Abstract:Dew harvesting can be a supplementary source of freshwater in semiarid and arid areas. Several experiments on small-scale dew condensers (usually of 1 m2) have been carried out in many places in the world; however, few experiments have been conducted on large-scale collectors integrated into buildings. This work aims to assess one year of dew water harvesting in Combarbalá (Chile) using a painted galvanised steel roof as collecting surface. The roof (36 m2) was coated with a high-infrared-emissivity paint containing aluminosilicate minerals (OPUR, France). Dew measurements were conducted daily from September 2014 to August 2015. The dew yield and its relationship with meteorological variables were analysed. The results show that despite the low nocturnal relative humidity throughout the year (average: 48%), dew collection occurred on 56.1% of the recorded days. The daily average collection rate was 1.9 L d−1, with a maximum of 15 L d−1. The maximum daily dew yield is correlated strongly with relative humidity and correlated weakly with air temperature and wind speed. Considering the same rooftop can collect dew and rain, it was estimated that over one year dew water could contribute to roughly 8.2% of the total water collected, considering both sources.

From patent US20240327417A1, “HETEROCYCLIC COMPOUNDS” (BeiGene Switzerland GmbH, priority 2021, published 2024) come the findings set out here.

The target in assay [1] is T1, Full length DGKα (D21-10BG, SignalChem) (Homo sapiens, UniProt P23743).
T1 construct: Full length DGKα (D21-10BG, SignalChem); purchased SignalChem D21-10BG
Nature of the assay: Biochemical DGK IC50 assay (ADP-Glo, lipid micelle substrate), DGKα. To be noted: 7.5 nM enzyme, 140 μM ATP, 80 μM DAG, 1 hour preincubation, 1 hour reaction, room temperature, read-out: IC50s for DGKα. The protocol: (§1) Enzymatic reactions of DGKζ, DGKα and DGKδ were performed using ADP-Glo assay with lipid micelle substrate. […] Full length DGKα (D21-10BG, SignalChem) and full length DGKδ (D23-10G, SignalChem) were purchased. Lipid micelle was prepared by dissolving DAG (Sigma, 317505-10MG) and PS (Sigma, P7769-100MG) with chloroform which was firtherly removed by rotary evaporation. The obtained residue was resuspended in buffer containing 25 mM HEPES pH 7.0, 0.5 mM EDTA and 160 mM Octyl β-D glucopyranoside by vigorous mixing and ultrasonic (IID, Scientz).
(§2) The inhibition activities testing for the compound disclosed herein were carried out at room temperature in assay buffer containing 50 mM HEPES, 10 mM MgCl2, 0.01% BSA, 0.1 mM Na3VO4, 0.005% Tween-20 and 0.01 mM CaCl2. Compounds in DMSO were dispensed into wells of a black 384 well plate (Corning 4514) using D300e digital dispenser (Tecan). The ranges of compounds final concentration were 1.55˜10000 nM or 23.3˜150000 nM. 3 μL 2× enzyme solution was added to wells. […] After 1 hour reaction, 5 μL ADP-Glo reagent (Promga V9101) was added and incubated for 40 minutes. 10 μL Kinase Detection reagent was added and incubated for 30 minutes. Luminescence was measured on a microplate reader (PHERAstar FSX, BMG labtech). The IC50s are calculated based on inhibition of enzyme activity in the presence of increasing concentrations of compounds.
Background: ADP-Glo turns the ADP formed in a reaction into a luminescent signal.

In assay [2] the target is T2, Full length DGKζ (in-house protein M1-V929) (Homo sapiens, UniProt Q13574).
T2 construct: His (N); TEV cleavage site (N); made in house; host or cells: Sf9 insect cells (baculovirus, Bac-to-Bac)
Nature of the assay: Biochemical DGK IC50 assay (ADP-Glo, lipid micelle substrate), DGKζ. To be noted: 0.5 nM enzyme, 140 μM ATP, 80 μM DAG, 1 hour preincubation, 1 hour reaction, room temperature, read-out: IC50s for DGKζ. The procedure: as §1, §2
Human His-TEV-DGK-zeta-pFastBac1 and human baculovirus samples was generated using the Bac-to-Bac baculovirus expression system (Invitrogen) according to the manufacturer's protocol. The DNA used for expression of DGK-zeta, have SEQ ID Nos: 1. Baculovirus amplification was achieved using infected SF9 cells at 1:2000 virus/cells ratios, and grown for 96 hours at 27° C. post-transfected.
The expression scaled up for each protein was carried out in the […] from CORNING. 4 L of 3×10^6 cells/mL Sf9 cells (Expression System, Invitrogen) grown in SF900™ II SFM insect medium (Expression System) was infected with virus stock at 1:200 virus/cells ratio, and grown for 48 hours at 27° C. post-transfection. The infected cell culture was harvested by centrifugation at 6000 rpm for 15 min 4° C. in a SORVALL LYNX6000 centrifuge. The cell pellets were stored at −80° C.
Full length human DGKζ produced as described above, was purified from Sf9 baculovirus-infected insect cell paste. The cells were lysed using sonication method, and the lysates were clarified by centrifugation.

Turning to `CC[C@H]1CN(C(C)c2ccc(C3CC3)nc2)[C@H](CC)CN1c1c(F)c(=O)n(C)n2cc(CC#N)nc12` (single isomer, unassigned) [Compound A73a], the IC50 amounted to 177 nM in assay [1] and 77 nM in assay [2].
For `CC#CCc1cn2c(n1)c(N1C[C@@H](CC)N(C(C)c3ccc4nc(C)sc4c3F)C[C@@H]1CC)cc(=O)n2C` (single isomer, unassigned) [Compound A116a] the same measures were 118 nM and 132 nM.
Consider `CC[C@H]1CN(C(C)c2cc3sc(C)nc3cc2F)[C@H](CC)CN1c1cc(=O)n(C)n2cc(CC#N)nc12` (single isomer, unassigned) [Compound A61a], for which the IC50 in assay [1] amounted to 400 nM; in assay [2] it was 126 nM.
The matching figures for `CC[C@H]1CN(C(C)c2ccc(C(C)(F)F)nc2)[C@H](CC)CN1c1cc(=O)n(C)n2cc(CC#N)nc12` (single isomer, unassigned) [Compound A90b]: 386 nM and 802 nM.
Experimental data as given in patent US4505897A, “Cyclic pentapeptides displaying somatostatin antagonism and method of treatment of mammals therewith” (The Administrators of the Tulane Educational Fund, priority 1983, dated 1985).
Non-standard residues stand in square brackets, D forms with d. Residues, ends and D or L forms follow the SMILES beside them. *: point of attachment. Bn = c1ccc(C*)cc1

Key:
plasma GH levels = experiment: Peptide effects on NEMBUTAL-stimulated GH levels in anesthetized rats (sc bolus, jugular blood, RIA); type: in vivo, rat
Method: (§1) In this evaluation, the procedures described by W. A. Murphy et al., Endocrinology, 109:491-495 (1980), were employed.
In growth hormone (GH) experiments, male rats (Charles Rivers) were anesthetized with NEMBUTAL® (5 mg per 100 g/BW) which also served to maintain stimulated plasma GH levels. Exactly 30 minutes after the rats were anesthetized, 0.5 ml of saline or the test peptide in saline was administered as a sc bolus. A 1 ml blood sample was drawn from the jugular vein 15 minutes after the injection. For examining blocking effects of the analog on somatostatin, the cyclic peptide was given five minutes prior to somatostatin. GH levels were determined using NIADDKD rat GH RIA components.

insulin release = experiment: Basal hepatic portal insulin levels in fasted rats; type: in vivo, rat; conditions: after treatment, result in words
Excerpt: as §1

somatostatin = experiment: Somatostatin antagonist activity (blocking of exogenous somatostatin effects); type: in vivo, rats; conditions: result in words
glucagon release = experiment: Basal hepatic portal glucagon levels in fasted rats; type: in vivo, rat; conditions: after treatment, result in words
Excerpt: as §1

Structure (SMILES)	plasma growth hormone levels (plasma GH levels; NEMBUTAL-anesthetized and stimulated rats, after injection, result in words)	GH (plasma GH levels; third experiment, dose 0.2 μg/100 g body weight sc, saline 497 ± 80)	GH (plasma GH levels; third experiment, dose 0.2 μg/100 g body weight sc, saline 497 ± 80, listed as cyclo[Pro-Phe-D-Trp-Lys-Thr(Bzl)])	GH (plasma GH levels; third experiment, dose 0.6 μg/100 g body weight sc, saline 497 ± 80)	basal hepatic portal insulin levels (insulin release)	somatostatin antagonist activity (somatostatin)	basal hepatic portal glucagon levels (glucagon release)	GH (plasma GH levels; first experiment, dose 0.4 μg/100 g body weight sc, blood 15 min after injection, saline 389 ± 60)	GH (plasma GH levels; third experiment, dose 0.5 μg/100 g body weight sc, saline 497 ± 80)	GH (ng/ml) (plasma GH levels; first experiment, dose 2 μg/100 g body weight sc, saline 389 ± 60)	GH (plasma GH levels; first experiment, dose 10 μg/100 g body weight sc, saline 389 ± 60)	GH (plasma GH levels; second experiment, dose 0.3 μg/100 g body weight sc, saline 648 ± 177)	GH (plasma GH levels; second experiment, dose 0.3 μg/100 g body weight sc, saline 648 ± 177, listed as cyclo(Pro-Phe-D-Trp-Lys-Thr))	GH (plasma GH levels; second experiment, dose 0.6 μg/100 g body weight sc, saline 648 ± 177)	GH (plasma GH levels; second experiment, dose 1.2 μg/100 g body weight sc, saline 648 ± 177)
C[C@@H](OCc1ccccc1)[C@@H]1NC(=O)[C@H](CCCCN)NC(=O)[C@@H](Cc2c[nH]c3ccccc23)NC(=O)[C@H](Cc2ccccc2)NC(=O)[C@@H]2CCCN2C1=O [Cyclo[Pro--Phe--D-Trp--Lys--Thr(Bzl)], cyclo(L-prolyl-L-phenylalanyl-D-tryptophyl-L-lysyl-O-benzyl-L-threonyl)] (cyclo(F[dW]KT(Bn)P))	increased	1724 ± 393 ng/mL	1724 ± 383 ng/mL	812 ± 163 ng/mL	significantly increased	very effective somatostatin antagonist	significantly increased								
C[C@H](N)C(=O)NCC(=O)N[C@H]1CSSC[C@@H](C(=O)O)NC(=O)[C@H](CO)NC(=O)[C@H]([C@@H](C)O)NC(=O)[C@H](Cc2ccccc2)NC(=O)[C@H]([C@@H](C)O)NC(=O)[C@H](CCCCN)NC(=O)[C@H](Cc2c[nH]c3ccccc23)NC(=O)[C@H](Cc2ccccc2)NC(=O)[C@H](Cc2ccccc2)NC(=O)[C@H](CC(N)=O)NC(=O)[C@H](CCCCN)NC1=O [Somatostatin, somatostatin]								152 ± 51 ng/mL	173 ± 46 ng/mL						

Keywords: atmospheric waterdew collectionradiative coolingwater resources